HMC hosted our annual blood drive. Blood donations are in short supply. We found by providing an opportunity to donate on site, many who would not have the time are able to contribute to the ever-present need for donations. It is always exciting to see people come together from every part of the operation and support such a great cause.
HMC Farms recently had the opportunity to attend the IFG Field Day. IFG is one of the prominent table grape breeders based out of California. The field days are designed to provide growers and retailers the opportunity to view and sample new grape varieties. The feedback and dialogue will help shape the future of the grape breeding program. The most exciting part of the Field Day included touring the new Fruitworks facility, their new research and breeding center. The planted experimental vines are grafted on to several different rootstocks which allows us to analyze each vine’s characteristics and help us decide which variety and rootstocks combination will work best in our soils.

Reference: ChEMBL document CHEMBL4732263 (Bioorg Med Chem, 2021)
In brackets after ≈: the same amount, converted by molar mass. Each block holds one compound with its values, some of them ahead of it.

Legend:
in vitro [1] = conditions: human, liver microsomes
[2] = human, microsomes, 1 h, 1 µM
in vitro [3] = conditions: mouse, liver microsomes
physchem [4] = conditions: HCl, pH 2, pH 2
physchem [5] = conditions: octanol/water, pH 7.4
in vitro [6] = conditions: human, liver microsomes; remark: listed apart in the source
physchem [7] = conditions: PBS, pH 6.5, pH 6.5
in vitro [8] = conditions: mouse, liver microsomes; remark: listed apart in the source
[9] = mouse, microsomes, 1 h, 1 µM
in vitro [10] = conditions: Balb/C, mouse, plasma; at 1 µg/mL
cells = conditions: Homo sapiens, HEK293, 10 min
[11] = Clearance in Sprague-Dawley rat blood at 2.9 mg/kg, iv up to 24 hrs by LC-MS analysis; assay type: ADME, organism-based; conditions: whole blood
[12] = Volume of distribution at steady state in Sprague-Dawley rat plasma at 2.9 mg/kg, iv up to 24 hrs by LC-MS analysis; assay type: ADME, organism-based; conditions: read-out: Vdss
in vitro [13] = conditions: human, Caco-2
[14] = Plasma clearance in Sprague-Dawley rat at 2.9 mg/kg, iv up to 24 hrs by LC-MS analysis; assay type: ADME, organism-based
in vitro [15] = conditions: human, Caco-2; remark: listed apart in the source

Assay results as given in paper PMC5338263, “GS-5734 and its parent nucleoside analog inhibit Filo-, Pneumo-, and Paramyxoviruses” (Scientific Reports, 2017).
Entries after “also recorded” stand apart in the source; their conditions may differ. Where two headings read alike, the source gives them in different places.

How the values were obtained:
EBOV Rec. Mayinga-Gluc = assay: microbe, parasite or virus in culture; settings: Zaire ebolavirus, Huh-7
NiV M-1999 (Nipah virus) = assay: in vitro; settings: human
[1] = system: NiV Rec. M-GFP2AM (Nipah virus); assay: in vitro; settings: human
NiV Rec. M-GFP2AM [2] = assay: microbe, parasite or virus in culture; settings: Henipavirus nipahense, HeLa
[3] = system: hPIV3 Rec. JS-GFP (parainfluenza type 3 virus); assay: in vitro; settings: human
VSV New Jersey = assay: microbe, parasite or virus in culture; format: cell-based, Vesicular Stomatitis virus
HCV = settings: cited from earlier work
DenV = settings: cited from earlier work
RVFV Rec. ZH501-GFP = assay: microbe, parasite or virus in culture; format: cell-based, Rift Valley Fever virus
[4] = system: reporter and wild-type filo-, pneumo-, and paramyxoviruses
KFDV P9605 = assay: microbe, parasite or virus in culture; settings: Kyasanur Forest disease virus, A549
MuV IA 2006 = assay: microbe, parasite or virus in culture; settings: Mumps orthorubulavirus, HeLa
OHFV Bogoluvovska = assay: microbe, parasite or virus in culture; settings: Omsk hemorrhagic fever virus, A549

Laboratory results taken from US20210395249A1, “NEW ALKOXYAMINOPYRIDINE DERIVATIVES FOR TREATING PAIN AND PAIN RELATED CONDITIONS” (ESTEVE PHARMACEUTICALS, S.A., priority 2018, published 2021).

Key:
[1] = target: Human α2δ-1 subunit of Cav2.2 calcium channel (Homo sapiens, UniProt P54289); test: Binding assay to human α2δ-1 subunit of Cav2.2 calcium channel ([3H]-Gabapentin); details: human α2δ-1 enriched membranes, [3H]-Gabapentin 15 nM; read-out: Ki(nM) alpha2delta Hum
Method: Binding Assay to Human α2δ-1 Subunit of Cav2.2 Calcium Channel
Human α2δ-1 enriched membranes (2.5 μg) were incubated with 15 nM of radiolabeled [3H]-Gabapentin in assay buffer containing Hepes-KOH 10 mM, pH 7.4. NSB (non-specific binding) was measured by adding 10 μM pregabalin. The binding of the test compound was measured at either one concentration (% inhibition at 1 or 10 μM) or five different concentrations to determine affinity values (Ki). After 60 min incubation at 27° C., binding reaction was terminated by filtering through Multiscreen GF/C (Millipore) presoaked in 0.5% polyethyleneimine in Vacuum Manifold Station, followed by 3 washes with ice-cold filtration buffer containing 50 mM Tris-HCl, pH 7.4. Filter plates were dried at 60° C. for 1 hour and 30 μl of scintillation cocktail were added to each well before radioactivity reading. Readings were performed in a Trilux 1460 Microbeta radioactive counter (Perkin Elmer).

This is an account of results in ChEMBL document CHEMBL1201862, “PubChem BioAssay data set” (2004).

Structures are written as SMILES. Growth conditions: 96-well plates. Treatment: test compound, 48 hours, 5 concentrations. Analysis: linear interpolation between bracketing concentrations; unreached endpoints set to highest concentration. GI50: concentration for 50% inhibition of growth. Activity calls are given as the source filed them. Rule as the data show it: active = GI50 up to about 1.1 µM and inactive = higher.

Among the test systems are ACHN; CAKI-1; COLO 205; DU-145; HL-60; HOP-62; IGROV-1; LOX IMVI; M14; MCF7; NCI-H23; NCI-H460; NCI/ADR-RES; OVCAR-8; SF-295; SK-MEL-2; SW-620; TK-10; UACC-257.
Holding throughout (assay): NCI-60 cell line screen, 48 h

Imagine what would happen if your Hawaiian pizza took a trip to Italy… Meet the Spicy Pancetta Grape Pizza. The sweetness of bright, juicy red grapes balance out fiery Calabrian chilies and salty pancetta in this Italian twist on Hawaiian pizza.
A summer storm made its way to the Central Valley this month. An estimated 1/4″ of rain touched down on our farms, which is unprecedented at this time of year. Some stone showed hardly any impact, while other blocks were more significantly impacted. It appears that the rain impacted all commodities to some degree and the varieties that were just ready to be harvested and in the middle of harvest were most severely affected.
Table grape harvest remains ongoing. We’re seeing an impressive crop of green seedless varietals coming out of our vineyards this year. All commodities appear to be ahead of schedule compared to last year’s harvest, ranging from a few days to a couple of weeks.